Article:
GW: Life & Times

Slide 3 — Man on a Mission: Diary of the Journey to a French Fort

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This image depicts Washington rowing across the Allegheny River in front of the title page and frontispiece map of The Journal of George Washington, published 1754.

Just as the demand for surveying western lands was falling, Washington found another pursuit–the royal governor of Virginia appointed him in charge of part of the militia in 1753.

That fall, Major Washington volunteered to lead an expedition to the Ohio River Valley. He was to deliver a message to the French that troops who had moved down from Canada were encroaching on British territory. According to the charter the King had granted the colony in 1609, "Virginia" extended as far as the Pacific Ocean. Tensions grew as both the British colonists and the French, eager to trade with the Indians who lived in the area, set up trading posts and the French constructed forts.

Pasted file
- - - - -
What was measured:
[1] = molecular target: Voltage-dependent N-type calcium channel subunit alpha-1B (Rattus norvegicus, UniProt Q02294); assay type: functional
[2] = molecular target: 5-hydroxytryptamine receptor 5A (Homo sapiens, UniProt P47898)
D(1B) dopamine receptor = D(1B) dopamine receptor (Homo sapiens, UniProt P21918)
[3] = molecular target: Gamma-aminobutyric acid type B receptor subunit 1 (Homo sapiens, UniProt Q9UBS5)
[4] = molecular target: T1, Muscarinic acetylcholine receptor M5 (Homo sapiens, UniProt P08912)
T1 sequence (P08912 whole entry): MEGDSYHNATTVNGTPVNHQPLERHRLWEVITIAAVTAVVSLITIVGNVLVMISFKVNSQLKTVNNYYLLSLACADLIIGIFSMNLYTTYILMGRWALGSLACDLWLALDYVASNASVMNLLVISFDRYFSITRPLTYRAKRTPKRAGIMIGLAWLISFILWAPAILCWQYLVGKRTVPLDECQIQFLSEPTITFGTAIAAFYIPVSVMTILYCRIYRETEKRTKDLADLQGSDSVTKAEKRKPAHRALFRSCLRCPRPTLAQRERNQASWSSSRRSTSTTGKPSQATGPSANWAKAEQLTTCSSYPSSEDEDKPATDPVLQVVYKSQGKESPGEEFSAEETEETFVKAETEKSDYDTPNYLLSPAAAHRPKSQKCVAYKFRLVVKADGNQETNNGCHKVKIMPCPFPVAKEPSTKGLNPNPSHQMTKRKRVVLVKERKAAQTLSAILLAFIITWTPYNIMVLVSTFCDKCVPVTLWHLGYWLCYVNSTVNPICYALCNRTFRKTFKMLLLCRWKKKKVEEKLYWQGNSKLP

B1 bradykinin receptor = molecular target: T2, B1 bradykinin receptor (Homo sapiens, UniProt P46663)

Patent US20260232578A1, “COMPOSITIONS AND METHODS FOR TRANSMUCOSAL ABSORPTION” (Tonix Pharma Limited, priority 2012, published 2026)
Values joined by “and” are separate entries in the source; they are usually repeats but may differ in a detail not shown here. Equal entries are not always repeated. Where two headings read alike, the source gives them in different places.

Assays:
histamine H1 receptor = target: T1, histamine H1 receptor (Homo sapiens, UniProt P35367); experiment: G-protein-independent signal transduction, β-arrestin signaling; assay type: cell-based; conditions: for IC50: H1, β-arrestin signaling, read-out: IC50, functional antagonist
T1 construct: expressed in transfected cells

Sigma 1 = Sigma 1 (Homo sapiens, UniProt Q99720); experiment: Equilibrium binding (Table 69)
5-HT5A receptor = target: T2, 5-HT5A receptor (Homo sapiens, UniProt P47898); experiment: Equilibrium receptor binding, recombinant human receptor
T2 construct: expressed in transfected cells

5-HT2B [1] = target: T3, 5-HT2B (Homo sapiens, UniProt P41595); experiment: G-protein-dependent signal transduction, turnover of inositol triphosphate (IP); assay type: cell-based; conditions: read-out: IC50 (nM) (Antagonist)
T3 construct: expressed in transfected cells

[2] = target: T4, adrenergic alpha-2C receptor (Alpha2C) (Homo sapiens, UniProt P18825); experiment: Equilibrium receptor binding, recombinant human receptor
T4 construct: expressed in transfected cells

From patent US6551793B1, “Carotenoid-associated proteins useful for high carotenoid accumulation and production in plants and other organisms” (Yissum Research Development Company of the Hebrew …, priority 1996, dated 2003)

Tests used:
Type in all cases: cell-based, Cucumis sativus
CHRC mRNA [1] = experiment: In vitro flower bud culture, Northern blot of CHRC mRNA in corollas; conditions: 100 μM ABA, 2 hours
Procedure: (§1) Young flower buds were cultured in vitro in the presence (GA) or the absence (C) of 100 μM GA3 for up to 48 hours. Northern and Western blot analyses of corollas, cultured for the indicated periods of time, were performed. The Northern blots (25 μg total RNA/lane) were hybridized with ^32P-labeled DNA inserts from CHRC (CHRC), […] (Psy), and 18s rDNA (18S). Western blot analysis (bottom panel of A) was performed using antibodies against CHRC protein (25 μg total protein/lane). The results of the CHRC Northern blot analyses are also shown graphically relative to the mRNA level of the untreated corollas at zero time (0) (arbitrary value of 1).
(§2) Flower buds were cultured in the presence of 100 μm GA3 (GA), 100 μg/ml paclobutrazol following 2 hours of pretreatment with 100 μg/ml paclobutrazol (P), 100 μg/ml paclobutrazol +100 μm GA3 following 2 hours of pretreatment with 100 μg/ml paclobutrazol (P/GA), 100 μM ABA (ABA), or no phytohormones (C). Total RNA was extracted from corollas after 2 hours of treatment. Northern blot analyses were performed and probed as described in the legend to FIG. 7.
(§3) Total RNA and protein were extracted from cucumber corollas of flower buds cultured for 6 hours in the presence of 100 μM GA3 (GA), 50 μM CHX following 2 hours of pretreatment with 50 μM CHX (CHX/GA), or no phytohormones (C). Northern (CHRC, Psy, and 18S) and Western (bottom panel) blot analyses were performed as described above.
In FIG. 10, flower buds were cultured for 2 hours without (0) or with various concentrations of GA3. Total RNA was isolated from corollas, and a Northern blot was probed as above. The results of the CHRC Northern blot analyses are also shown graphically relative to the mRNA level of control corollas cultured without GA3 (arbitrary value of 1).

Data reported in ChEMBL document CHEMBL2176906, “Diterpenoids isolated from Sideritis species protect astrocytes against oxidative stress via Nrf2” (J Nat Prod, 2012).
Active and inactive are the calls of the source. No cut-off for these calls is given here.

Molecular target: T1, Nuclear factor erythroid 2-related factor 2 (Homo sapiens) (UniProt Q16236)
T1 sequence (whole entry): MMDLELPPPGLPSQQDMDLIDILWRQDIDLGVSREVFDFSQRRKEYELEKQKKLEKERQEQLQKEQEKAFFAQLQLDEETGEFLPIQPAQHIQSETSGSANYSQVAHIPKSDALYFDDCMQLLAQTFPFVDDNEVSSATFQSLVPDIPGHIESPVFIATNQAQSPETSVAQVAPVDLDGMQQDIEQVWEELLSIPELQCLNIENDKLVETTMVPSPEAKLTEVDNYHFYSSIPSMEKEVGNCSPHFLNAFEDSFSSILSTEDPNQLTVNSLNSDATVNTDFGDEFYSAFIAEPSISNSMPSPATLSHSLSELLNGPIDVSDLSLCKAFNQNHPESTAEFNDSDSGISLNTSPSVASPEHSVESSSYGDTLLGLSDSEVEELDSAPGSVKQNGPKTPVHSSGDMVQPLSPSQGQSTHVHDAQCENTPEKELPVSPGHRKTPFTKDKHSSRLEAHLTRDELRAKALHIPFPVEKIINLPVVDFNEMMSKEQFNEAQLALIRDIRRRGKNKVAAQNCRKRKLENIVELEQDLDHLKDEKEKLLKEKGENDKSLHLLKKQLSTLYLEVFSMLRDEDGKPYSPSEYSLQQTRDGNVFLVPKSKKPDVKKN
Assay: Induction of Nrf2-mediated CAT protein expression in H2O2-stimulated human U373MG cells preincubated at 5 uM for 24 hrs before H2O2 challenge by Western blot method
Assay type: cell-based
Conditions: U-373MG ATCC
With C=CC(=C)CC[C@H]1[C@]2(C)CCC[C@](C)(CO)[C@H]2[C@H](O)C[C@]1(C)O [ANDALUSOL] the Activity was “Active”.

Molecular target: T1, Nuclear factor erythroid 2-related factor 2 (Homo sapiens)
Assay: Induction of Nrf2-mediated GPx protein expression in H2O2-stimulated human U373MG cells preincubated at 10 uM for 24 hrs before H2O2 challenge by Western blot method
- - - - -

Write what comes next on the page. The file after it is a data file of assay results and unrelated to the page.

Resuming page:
Washington's 2½-month journey was obstacle-ridden. After several delays, a group of Indians led him to the French commander of a fort near Lake Erie. The trip went downhill from there, however. The French simply dismissed the orders to stop advancing. They would eventually fight the British over rights to the region in the French and Indian War (1754-1763).

On the return trip, GW and his guide were shot at by Indians and Washington fell off a log raft into an icy river. Soon after he finally arrived in Williamsburg, the capital of Virginia, his diary was published as The Journal of Major George Washington and read widely in the colonies and in England. The twenty-one year old had established a name for himself and the beginning of his military career.


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